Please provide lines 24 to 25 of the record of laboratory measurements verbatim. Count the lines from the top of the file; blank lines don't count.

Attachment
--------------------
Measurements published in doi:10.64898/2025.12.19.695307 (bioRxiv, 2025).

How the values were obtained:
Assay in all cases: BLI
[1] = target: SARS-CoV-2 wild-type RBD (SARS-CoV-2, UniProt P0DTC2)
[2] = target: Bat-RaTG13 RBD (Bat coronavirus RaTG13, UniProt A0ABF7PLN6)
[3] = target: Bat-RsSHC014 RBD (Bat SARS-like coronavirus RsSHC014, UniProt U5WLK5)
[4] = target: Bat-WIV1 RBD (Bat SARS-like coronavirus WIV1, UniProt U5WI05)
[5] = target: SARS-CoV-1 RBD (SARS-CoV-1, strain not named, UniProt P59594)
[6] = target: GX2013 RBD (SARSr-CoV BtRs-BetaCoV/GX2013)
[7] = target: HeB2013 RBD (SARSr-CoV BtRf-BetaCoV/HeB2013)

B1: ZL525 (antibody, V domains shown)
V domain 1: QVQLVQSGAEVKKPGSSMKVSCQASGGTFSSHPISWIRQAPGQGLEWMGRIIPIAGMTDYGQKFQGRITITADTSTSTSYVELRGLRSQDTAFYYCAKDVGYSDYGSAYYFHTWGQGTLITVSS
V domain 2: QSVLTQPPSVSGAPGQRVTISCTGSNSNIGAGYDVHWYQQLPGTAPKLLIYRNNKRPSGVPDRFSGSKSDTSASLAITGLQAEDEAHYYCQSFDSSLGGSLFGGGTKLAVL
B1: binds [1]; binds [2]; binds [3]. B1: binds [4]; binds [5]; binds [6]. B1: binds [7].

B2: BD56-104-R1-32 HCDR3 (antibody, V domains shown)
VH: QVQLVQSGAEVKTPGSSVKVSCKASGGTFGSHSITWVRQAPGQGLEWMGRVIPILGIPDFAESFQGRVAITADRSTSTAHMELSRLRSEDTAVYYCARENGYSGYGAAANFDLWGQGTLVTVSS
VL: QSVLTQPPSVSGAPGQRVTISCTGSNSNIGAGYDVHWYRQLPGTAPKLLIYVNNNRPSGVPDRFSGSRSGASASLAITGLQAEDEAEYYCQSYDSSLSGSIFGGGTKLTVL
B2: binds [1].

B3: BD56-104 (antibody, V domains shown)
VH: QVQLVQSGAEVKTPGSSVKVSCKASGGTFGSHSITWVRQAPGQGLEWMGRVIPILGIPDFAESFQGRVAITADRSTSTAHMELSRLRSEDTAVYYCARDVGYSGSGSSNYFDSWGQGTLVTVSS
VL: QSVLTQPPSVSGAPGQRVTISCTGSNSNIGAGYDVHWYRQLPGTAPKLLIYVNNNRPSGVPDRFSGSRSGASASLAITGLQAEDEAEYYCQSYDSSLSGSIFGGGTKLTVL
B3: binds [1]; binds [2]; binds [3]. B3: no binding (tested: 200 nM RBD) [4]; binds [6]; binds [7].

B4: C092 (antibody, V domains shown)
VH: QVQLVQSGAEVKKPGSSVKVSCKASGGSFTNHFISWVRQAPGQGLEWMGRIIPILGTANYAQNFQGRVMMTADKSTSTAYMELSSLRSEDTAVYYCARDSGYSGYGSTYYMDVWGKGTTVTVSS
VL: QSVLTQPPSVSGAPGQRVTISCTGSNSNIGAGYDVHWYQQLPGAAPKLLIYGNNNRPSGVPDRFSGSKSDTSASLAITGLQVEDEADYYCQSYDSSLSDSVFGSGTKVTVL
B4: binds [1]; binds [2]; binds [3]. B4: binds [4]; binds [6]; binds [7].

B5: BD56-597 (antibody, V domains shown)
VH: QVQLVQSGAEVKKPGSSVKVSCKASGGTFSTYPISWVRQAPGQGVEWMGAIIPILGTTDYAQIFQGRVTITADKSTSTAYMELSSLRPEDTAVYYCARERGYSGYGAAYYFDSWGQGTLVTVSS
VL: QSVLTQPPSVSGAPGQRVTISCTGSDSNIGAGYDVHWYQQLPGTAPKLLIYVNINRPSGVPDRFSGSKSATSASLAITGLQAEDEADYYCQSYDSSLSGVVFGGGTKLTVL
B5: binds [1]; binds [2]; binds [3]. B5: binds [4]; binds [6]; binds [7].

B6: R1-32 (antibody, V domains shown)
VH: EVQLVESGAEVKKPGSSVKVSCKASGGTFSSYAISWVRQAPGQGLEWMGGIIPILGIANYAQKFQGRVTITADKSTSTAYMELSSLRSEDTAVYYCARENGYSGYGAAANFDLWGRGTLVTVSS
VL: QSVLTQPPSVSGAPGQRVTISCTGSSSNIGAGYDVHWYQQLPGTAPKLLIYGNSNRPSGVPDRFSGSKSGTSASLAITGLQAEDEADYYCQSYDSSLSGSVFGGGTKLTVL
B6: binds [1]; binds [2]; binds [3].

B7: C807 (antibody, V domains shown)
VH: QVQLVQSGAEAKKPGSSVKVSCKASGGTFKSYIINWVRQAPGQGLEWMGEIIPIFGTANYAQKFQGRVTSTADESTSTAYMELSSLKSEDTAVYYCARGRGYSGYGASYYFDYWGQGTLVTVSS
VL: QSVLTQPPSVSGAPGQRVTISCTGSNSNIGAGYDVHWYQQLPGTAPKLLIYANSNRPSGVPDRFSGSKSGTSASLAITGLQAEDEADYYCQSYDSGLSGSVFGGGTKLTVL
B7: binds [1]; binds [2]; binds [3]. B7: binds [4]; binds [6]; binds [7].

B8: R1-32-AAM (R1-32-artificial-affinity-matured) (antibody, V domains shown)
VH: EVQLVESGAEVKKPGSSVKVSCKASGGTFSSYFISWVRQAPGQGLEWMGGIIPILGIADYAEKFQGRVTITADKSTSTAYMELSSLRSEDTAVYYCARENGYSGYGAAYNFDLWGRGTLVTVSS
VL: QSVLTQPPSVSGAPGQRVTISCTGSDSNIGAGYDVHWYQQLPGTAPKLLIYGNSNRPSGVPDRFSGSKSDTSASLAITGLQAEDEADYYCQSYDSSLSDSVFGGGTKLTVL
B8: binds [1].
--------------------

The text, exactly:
VH: QVQLVQSGAEVKKPGSSVKVSCKASGGSFTNHFISWVRQAPGQGLEWMGRIIPILGTANYAQNFQGRVMMTADKSTSTAYMELSSLRSEDTAVYYCARDSGYSGYGSTYYMDVWGKGTTVTVSS
VL: QSVLTQPPSVSGAPGQRVTISCTGSNSNIGAGYDVHWYQQLPGAAPKLLIYGNNNRPSGVPDRFSGSKSDTSASLAITGLQVEDEADYYCQSYDSSLSDSVFGSGTKVTVL